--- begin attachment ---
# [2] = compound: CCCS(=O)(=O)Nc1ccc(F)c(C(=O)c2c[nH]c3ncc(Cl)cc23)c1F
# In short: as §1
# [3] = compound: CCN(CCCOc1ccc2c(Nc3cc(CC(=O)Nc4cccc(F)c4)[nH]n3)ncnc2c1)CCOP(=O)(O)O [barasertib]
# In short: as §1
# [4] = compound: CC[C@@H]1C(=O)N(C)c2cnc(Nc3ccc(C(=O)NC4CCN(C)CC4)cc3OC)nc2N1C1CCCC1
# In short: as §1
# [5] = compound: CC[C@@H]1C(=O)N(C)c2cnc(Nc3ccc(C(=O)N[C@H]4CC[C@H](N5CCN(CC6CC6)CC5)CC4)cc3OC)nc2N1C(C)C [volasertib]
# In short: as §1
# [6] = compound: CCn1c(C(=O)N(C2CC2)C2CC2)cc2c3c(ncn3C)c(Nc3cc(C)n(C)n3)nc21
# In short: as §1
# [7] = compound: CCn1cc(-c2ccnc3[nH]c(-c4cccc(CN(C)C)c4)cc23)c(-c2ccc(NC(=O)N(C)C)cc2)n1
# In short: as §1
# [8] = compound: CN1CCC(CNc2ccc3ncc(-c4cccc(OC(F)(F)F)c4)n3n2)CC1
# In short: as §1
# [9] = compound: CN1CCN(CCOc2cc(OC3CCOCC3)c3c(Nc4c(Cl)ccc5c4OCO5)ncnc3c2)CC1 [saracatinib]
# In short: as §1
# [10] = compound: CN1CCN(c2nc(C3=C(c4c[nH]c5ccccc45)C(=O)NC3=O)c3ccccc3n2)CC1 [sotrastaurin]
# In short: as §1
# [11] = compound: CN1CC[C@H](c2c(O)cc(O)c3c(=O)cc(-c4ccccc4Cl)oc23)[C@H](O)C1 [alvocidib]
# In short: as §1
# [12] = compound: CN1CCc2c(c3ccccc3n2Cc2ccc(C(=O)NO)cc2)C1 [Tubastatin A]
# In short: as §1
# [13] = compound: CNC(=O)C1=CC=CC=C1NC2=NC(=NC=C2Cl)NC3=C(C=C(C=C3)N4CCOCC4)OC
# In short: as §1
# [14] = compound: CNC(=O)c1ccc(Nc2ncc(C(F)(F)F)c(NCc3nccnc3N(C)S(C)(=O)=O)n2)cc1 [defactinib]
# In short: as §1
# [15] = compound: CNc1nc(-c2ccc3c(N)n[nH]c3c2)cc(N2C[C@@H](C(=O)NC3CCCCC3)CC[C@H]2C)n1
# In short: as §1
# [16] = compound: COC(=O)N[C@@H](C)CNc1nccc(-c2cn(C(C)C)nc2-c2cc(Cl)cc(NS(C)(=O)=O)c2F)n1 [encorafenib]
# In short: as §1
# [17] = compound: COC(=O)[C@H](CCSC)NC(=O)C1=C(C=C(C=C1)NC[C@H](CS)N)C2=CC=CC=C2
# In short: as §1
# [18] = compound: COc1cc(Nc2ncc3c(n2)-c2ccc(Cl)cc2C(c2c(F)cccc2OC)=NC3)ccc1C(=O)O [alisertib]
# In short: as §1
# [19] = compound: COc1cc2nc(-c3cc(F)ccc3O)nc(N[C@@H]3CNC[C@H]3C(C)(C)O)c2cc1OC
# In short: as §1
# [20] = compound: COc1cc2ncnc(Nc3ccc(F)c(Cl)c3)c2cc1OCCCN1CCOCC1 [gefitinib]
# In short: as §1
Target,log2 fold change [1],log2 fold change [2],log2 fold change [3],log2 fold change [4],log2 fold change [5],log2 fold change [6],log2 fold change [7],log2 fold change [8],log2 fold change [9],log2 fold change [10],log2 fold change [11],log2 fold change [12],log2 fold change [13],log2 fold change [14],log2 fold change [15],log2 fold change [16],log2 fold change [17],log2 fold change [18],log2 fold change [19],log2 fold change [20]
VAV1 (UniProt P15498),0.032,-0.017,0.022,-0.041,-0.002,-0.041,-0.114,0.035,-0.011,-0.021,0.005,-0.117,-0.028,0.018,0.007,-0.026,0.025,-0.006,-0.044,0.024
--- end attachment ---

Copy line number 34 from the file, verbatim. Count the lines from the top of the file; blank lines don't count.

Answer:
# In short: as §1